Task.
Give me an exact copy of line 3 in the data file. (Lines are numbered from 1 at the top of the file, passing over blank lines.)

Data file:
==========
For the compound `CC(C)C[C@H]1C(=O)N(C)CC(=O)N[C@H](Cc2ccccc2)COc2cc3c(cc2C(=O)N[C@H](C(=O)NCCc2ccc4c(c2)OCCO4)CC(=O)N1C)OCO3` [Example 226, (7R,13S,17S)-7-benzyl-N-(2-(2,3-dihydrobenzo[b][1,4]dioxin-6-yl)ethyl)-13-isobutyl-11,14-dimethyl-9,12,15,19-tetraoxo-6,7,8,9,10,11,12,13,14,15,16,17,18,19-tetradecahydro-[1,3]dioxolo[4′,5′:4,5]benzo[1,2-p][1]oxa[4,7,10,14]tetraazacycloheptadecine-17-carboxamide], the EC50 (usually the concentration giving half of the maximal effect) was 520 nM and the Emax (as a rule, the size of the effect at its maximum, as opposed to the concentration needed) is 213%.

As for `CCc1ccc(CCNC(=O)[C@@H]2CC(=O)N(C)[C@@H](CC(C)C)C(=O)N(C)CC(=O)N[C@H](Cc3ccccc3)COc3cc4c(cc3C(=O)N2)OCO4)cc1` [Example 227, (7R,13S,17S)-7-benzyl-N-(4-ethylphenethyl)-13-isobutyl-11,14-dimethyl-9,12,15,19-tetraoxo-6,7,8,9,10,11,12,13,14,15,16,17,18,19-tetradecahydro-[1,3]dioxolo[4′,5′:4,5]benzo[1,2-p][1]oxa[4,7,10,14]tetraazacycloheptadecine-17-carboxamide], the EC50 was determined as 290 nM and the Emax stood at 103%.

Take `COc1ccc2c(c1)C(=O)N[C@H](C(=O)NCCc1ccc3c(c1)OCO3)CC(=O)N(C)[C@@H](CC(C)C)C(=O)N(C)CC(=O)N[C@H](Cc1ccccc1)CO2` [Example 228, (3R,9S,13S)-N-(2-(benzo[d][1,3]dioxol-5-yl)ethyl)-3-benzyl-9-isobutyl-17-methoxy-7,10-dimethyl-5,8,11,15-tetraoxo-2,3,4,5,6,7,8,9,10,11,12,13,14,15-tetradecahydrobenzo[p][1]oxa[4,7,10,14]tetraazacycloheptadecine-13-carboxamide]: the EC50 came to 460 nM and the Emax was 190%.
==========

Take `COc1ccc2c(c1)C(=O)N[C@H](C(=O)NCCc1ccc3c(c1)OCO3)CC(=O)N(C)[C@@H](CC(C)C)C(=O)N(C)CC(=O)N[C@H](Cc1ccccc1)CO2` [Example 228, (3R,9S,13S)-N-(2-(benzo[d][1,3]dioxol-5-yl)ethyl)-3-benzyl-9-isobutyl-17-methoxy-7,10-dimethyl-5,8,11,15-tetraoxo-2,3,4,5,6,7,8,9,10,11,12,13,14,15-tetradecahydrobenzo[p][1]oxa[4,7,10,14]tetraazacycloheptadecine-13-carboxamide]: the EC50 came to 460 nM and the Emax was 190%.